Are you affected by long-term climate plans?


WWF’s MaxiMiseR project has been delving into the policy weeds of long-term climate strategies for the past three years. But now, with the project coming to an end, we wanted to take a step back and look at the difference those strategies can make to the man - or lady - in the street.

MaxiMiseR asked Collingwood Environmental Planning to have a closer look at the impacts of long-term climate plans on society and the economy - that is, on you and me. MaxiMiseR Project Manager Jane Wallace-Jones explains what they found out.

What were the reasons for looking into the socio-economic impacts of long-term climate plans?

Long-term climate plans require substantial economy wide change and this will heavily impact on people’s lives. Because the LIFE funded MaxiMiseR project aims to trigger the development and implementation of strong long-term climate plans, it needs to see exactly what those impacts will be. This report looked at all the possible social impacts of climate plans - on culture, community, political systems, environment, health and wellbeing, to personal and property rights, fears and aspirations. What is clear from this study is that low carbon development strategies that are grounded in an understanding of day to day living stand a better chance of being successful.

How are people’s everyday lives affected by long-term climate plans?

This study shows that all aspects of an individual’s everyday life are affected by the policies and measures adopted in  long term climate plans. For example, measures foreseeing better insulation in buildings will have health benefits for the occupiers of the building. Moreover,  people’s way of life is positively affected by having more control over their energy use through smart meters and there are, of course, economic benefits, such as lower energy bills, which result from energy efficiency measures. 'Overall, because the potential social impacts of policies and measures are so broad, we recommend that governments always plan to address them in the development of their climate strategies.

What are the main barriers when it comes to the inclusion of social impacts in long-term climate plans?

The officials from Member States interviewed for this study all acknowledged that including social impacts was very important, but said that the time and cost involved in doing so is a significant barrier. Plans are often developed over short periods of time which put limits both on the social impacts considered, and the involvement of citizens in the strategy development process - which is a key way of working out what those impacts would be. Another result is that those in charge of the development process are often individual ministries or departments with narrow mandates. This means they miss a broader view on aspects outside of their field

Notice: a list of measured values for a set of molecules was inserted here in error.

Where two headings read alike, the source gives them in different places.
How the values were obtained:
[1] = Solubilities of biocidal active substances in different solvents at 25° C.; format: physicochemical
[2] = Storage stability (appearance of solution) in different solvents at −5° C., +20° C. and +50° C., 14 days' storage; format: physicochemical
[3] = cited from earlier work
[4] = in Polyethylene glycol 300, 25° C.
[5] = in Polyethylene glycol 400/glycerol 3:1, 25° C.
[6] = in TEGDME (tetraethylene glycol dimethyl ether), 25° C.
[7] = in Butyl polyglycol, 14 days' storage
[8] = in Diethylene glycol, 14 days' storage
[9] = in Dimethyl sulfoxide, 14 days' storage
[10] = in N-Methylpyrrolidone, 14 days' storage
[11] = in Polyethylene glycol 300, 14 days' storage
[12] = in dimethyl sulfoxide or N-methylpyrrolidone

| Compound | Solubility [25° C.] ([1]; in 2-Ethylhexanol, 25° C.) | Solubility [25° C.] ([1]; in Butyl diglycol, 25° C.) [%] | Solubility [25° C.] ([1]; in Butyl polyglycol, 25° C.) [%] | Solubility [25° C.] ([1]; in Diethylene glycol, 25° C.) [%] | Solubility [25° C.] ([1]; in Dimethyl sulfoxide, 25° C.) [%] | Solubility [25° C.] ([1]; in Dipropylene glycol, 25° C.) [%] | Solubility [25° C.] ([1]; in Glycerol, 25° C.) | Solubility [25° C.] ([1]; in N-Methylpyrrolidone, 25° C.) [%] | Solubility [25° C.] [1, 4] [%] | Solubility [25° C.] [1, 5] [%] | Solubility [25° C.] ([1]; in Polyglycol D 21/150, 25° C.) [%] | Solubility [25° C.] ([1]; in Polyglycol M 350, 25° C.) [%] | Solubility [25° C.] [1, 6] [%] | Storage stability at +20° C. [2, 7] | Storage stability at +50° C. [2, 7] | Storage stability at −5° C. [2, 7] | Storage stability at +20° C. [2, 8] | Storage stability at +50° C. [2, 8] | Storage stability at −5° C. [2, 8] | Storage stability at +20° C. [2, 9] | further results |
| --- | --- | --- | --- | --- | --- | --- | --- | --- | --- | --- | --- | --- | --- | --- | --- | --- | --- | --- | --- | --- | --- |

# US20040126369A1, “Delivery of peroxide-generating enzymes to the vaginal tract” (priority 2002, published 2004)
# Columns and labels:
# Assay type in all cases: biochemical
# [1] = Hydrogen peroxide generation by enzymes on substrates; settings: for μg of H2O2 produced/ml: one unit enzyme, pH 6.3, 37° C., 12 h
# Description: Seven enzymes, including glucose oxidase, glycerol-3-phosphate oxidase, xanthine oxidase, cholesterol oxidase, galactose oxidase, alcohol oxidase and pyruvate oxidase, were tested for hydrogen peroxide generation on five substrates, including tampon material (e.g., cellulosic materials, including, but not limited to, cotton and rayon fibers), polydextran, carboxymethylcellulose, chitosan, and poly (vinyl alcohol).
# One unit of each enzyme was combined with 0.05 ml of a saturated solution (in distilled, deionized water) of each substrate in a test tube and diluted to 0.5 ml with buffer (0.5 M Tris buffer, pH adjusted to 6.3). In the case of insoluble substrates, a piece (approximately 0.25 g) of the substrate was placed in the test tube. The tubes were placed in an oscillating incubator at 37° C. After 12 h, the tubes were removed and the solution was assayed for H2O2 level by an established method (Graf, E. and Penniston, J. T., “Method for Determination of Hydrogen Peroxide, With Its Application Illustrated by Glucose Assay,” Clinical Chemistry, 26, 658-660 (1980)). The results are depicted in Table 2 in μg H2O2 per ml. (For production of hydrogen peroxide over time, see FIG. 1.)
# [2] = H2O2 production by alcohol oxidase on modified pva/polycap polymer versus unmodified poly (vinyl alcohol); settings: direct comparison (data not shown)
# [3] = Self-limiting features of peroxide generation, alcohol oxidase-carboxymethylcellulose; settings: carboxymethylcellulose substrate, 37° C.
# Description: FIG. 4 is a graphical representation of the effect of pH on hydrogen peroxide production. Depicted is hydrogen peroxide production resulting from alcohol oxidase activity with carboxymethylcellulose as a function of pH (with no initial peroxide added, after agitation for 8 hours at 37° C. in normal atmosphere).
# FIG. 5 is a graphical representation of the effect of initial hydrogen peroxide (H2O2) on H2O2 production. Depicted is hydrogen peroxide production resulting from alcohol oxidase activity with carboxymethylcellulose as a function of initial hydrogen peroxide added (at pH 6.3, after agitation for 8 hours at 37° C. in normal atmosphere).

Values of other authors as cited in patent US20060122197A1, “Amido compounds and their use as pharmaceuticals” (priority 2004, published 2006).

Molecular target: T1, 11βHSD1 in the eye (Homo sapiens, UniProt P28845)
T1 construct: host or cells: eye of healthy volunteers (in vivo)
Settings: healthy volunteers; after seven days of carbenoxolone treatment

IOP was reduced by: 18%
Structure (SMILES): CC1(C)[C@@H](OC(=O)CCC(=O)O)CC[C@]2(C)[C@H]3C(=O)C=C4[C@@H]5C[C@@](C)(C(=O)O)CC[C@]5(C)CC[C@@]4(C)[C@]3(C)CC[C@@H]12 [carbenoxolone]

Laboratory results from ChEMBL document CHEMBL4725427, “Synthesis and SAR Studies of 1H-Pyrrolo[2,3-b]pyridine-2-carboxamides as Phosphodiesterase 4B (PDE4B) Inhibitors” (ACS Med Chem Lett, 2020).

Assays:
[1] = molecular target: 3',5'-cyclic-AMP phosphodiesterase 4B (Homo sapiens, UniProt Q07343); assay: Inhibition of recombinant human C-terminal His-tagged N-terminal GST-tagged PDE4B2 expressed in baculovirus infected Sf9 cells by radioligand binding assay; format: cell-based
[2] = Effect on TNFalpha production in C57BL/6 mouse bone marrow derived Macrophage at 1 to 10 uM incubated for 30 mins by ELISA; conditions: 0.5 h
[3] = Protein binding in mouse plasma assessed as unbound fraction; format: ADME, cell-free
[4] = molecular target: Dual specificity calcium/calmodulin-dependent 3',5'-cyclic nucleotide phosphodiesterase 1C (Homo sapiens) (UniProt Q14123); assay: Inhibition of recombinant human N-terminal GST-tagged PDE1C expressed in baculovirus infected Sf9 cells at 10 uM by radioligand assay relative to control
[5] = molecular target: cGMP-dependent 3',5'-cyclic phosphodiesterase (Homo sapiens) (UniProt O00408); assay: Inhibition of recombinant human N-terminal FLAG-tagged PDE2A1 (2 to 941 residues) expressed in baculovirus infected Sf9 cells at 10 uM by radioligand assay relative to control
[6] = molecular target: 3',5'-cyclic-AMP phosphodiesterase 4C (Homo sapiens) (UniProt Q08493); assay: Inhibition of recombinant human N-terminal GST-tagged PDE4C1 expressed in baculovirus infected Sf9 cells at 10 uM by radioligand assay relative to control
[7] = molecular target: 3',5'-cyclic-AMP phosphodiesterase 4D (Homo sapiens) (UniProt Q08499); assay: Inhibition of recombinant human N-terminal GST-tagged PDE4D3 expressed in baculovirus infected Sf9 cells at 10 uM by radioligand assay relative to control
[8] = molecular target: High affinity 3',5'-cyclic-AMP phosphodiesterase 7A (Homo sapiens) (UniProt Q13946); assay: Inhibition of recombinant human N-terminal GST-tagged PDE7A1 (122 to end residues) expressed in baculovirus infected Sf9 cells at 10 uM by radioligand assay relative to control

How can we help ensure social impacts are taken into account in long-term climate plans in the future?

National government officials agree that greater inclusion of social impacts in long term climate plans is beneficial. To achieve this, we need the involvement of ministries and departments beyond those responsible for the strategies.  They need to work with a timeframe and budget for strategy development which allows for the growth of knowledge and capacities to tackle social aspects. Social aspects need to be mainstreamed into long-term plan development and much of this could come through greater inclusion of citizens and communities in the strategy development and implementation process.

How do the results of this assessment relate to the MaxiMiseR project?

A core aspect of the MaxiMiser project has been the definition of what a good long term climate plan looks like. This study makes it clear that an essential ingredient of a successful long term climate plan  is defining the policies and measures that will be introduced, based on a thorough understanding of how people’s lives will be affected by them. This is because the success of long term climate plans depends on  those people changing their behaviour. This must happen at the individual, community and organisational levels. By addressing social impacts , governments could get a better understanding of some of the barriers and facilitators that might need to be addressed or supported during the implementation of the strategies.

Read the full report here